Wedding Ring, Birthday, Rosary… The History of 5 Different Traditions

In this content, we have compiled information about the historical background of some traditions that we often see, hear and even do many of them ourselves in our daily lives. Have a good read.

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Wedding Ring, Birthday, Rosary... The History of 5 Different Traditions

Marriage Ring Tradition

In 860, Pope Nicholas I decreed that the engagement ring must be worn to signify the desire to marry. The Pope, a defender of the sanctity of marriage and the prohibition of divorce, said that marriage required sacrifice and that no ring other than gold would be accepted.

For these traditions, Jews wore their wedding rings on their index fingers and Indians on their thumbs. In the 3rd century BC, the Greeks discovered that the “love vein” passed through the third finger and went directly to the heart. The Romans adopted this calculation, which did not count the thumb, and doctors even mixed their medicines with this “healing finger”.

Christians continued the custom and religiousized it by putting the ring on the index finger “in the name of the Father”, on the middle finger “in the name of the Son”, then on the ring finger “in the name of the Spirit” and saying “Amen”.

Birthday Tradition

The birthday began in Ancient Egypt around 3000 BC with the celebration of the birth of the sacred pharaoh. Cleopatra was the first woman to celebrate it as a special day.

According to the Greeks, Artemis, the goddess of the hunt and the moon, celebrated her birthday on the sixth of every month; she made herself a huge cake of flour and honey. Since Greek deities celebrated their birthdays every month, they had twelve birthdays a year. In humans, men’s birthdays were celebrated and the celebrations continued even after the man’s death.

The Romans started a practice that continues today by making the birthdays of important statesmen official holidays.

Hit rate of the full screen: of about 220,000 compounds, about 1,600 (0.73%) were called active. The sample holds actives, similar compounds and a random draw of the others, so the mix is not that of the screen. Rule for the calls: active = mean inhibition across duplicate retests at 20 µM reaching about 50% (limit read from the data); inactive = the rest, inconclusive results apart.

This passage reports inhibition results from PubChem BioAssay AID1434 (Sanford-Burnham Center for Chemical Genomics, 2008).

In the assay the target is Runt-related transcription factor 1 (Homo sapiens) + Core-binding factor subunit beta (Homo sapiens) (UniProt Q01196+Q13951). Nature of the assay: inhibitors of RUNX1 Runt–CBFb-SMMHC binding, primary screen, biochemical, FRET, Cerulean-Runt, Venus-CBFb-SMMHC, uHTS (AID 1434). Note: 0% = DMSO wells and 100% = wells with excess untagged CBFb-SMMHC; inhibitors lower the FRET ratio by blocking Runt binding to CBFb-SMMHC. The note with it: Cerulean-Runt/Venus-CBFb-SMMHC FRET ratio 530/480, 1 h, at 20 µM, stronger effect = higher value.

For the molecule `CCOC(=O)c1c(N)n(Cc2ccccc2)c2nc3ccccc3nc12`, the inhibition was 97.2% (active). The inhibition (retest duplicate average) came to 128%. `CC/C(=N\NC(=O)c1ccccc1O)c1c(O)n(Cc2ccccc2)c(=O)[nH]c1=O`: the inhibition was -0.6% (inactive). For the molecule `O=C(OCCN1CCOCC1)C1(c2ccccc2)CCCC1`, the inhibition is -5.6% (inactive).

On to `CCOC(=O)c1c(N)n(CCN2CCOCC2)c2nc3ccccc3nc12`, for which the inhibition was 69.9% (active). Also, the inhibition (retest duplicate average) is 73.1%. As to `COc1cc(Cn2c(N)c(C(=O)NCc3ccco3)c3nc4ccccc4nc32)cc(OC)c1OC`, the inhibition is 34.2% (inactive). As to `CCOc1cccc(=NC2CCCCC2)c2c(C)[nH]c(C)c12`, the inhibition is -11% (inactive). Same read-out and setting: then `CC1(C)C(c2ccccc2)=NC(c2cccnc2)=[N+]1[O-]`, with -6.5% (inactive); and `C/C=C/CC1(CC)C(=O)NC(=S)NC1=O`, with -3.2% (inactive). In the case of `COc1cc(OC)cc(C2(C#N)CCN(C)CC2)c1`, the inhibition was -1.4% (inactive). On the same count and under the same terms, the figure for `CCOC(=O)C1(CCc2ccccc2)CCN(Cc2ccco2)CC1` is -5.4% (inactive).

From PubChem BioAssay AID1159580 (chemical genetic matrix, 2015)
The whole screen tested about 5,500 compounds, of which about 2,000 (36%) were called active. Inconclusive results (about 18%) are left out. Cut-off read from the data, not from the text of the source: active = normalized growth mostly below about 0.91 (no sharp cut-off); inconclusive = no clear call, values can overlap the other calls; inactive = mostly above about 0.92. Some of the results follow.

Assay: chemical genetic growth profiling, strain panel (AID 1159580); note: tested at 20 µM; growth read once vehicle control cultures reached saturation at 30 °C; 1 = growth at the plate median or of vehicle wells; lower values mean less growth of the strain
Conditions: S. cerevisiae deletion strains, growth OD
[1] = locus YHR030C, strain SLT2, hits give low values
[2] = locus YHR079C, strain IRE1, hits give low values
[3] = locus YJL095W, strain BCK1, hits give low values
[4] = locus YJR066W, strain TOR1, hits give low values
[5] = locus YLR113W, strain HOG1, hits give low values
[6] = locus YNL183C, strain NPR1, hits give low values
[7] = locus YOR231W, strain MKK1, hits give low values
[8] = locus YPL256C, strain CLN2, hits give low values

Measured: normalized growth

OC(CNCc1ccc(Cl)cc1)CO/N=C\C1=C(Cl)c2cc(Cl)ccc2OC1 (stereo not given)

Halva, the tradition of eating the dead

Death vaccination is a tradition alive in Central Asia and is also found in Dede Korkut. It is given for the soul of the deceased. In Anatolia, the words “for the souls of the dead” and “may it go to your soul” when asking for a favor are left over from the habit of pleasing the ancestral spirit.

In Byzantium and in the Orthodox Christian Church, it is part of the official liturgy that the relatives of the deceased make “koliva” on memorial and feast days and distribute it in the church and at the graveside.

According to Islam, it is makrooh to eat food from the house of the dead, and on the contrary, it is necessary to take food to the house of the dead separately. As the proverb says “The dead think that halva is cooked every day”, the custom of making and feeding the dead food – halva – is strong.

Rosary Tradition

It is a name derived from “süphanallah”, the first of the three words repeated at the end of prayer. The number and size of the thirty-three and ninety-nine grains (süpha) vary according to sects and their functions.

The rosary is considered to have originated and spread with Buddhism. In the Buddhist world, rosaries have one hundred and eight beads, in the Catholic world they have one hundred and fifty beads. In the Christian world, the tradition began in the Catholic world when Domingo de Guzman (1170-1221) dreamed of Mary preaching the rosary against sin and heresy.

In European languages, the word rosary is thought to come from the Latin rosarium (English rosary), the rose garden. The English word “prayer” comes from the root “biddan”, to wish, while the word “bead”, beads, comes from the same root.

Mevlit Tradition

In religious literature, it is the name given to a poetic work written to describe the birth and life of the Prophet Muhammad. It comes from the Arabic root “viladet” birth. Mevlit is a beautiful example of Anatolian Turkish called Vesiletü’n-Necat written by Süleyman Çelebi in 1409.

It is a tradition to read Mevlit after the dead on the first, third, seventh, fortieth and fifty-second days. It is also an important aspect of the tradition to attribute these days to events such as the fall of the nose and the melting of the bone. Byzantine histories record that rituals were performed on the third, ninth and fortieth day of death. Islamic sources also wrote that this custom was a Christian custom and claimed that it was an innovation and makruh.


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